The device must have the capability to receive audio from 360 degrees in the room. Figure 3 shows a typical small conference room and a huddle room. The dark blue lines show the audio paths from each talker to the audio device on the conference table. There are two critical points that must be noted. First, in virtually all rooms, sound will arrive from the 360-degree arc. Second, the distance from the audio device can vary greatly. This is especially true when there is a front-of-room presenter. As can be seen in the figure, a single microphone device will have a hard time managing the multiple talkers.

The key to analyzing the performance of an audio device is to use it in a conference and walk to the edges of the space during the call and have the person on the other end indicate if they are hearing a change in volume or clarity. The goal is to have the audio that is received by the remote user not change. A second test is to measure if the system is managing microphone sensitivity to the speakers. To test this, have someone speak and then have a lower level noise on the other side of the room. Sophisticated systems will block out the lower level sounds, enabling remote users to focus on the actual speaker.

A final microphone capability is to determine whether the system will allow the connecting of a remote microphone for larger environments. This is advantageous when the table exceeds 6-8 feet; the talker’s distance does not become an issue for quiet talkers who are located away from the primary unit and microphones.


With modern audio for video conferencing using wideband codecs, the sound quality often approaches or exceeds the quality of music CDs. Just as in music and singing, the quality of the speakers now has a major impact on the overall sound. With wideband audio codecs, the dynamic range of the speaker is now captured. As this is a critical part of the “Silent Message,” being able to convey those subtle variations in tone and volume are critical. This requires a speaker that has both a wide frequency range, as well as the capability to deal with the wider dynamic range enabled.

There are two ways to test an audio device. The first is to do actual conferences with the remote participant on a high quality microphone such as those in high end headsets. Have the remote speaker talk though a range of emotions and volumes and see if you can sense the tone and musicality. A second test is to connect the system to a PC (typically these units have a USB connection) and play a high quality musical selection. In many ways, the ability of a device to do a reasonable job of music reproduction is a great indicator of the ability to convey the subtlety in human communications.

Echo and other Audio Processing

To test the echo and other processing, the best way is to initiate a conference session to the device with a system that is assured to be using a high quality wide band audio codec and operation in full duplex mode. In full duplex mode you can be talking and hear someone from the other end talking at the same time. A good example of this is a system using the WebRTC Opus codec, while many video systems do this as well. Connect to the room systems from a remote location using a high quality headset. For the room environment, choose a room that has hard walls (glass, white boards) that increase the in-room reflections and will increase the challenges for the echo processing. While talking on your headset, listen carefully to hear if any remnants of your speaking can be heard in the headset. If you hear yourself, no matter how faintly, you are hearing echo. One way to test for echo is to talk in short bursts of about 100 msecs so you can clearly hear the echo if it comes.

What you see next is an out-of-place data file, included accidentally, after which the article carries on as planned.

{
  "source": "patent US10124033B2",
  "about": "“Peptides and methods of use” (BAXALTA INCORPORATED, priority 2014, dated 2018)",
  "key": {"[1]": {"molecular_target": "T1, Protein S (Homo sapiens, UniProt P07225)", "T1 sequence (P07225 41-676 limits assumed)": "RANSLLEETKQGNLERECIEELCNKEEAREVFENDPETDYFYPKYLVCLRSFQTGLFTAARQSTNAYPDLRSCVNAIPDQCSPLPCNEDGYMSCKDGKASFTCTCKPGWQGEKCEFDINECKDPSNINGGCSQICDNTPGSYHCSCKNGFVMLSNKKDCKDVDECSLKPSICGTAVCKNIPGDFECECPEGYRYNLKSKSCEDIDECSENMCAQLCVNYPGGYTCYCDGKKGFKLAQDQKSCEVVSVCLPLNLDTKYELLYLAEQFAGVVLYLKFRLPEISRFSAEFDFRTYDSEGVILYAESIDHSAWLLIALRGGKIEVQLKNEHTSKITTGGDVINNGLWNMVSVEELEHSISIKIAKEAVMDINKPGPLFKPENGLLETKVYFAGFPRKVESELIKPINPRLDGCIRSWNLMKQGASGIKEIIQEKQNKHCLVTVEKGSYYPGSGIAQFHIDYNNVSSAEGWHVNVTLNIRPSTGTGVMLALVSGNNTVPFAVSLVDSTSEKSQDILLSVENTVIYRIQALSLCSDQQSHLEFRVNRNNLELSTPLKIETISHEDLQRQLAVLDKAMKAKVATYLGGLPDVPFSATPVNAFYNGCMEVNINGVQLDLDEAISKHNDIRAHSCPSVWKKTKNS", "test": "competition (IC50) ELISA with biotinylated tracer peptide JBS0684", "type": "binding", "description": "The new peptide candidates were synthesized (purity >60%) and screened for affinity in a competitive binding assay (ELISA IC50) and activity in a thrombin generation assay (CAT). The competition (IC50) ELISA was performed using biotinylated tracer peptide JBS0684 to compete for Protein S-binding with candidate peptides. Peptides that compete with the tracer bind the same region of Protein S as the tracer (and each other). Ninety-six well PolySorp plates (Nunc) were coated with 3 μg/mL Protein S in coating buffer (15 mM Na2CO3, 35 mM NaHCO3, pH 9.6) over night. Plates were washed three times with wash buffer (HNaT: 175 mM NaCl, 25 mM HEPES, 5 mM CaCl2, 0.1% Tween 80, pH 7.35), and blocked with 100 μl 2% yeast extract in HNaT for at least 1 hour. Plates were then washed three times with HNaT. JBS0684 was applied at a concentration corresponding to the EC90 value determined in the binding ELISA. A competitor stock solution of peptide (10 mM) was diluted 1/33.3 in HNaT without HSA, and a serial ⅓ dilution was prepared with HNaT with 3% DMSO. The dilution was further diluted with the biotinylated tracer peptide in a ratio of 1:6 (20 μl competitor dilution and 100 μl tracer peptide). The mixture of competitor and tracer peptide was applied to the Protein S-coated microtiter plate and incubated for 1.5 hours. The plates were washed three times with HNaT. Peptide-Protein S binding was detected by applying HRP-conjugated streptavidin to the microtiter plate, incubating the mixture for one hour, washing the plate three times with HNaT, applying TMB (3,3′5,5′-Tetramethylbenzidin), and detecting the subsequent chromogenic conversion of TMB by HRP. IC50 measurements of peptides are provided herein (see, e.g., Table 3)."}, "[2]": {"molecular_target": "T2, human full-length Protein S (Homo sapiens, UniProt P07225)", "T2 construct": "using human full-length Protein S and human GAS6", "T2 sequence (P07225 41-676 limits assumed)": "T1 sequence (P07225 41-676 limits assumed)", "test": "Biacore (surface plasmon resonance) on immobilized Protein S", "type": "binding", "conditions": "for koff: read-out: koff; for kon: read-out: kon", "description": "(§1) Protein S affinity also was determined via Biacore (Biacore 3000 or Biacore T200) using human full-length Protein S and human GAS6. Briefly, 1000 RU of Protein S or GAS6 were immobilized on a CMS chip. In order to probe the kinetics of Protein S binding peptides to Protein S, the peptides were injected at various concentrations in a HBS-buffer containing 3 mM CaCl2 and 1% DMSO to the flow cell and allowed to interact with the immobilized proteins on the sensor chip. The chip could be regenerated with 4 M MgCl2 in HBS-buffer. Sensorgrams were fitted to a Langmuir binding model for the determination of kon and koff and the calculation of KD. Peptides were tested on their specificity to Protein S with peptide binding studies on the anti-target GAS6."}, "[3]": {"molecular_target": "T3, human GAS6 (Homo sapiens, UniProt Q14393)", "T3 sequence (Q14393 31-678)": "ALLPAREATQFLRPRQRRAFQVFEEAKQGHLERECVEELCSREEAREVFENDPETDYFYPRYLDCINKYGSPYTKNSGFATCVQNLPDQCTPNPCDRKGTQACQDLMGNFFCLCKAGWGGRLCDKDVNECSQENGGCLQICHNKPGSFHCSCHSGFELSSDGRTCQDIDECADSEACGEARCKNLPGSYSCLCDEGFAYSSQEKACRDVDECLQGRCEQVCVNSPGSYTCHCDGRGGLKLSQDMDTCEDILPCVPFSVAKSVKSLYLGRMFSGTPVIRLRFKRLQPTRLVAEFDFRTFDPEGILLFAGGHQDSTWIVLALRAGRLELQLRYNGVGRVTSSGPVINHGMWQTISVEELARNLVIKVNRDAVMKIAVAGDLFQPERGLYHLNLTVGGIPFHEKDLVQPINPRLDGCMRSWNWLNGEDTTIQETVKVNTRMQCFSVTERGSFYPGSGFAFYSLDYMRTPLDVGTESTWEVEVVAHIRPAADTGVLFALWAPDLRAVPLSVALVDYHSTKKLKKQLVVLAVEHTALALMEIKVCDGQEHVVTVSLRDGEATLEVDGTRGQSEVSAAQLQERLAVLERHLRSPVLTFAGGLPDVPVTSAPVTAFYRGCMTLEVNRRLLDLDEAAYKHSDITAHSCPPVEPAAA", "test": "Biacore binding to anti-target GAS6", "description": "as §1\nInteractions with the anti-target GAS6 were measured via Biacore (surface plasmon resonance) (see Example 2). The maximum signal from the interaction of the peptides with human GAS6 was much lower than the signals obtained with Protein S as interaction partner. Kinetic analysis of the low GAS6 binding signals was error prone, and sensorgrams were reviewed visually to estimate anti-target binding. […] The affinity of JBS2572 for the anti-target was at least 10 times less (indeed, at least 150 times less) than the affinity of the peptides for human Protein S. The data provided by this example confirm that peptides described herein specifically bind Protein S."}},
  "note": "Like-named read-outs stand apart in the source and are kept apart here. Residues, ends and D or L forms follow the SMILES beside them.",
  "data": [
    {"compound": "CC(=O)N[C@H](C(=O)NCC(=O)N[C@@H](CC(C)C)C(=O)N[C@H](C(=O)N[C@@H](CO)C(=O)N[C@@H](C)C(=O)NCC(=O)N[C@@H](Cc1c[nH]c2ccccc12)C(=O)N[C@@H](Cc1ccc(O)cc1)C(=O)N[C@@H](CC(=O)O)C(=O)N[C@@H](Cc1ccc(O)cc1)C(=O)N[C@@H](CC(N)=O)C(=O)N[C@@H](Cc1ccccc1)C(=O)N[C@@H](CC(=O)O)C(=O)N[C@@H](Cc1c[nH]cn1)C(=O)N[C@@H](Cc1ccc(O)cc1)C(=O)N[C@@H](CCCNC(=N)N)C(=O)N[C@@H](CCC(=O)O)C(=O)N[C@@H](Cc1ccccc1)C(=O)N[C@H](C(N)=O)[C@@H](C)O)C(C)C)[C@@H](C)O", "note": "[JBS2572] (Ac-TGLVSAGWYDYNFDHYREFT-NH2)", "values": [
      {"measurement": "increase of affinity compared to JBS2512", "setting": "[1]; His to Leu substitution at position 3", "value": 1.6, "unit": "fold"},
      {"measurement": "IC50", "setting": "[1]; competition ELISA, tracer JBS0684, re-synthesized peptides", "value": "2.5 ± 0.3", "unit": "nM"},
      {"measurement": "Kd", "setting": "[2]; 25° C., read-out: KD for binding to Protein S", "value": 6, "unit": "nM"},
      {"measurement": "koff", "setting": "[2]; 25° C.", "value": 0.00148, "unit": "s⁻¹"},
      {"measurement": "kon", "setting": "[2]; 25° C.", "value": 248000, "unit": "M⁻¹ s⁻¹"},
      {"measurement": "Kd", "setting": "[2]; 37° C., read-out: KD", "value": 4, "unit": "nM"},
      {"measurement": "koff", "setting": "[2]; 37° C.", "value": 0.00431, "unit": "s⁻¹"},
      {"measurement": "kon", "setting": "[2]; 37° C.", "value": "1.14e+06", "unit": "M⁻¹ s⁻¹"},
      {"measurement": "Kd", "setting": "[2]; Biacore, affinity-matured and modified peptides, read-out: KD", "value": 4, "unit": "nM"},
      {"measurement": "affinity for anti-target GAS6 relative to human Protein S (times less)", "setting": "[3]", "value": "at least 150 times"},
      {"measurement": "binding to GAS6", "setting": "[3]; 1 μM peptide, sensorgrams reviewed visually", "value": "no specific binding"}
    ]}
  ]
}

VoIP Phone and PC Audio Connections

The last factor to consider is whether the audio device can also function as an IP phone to your VoIP PBX or Unified Communications system, as well as the ability to use the audio device for simple in-room audio from a PC, Mac, smartphone or tablet. Some vendors like Revolabs offer different versions of their products that include the VoIP phone capabilities as an option.

Similarly, the device should enable users to connect their own devices, either through USB, Wi-Fi, or Bluetooth to the device to play audio for an in-room experience or as part of sharing with the video system. This allows the conference room to have the full advantage of enhanced audio quality for all events.


The need for quality audio in all types of conferences and meetings is clear. In video conferencing, quality audio is not only desirable, but is, in fact, the primary limiting factor in the success of most events. Having a clear audio strategy is critical for both successful use and adoption of video conferencing systems. Investing in quality audio for video conferencing rooms should not be an afterthought, but should be a core part of the overall decision process. Choosing quality audio first is the best way to assure the overall acceptance and use of your new video solution as audio and audio quality represents at least 50 percent of the value in every video conference. Don’t let it become the limiting factor in your investment.

1 Albert Mehrabian (1971), Silent Messages: Implicit Communication of Emotions and Attitudes”, Wadsworth Publishing Company
2 Ochsman, Robert B. and Chapanis, A. (1974). “The effects of 10 communication modes on the behavior of teams during co-operative problem-solving.” International Journal of Man-Machine Studies 6: pgs. 579-619.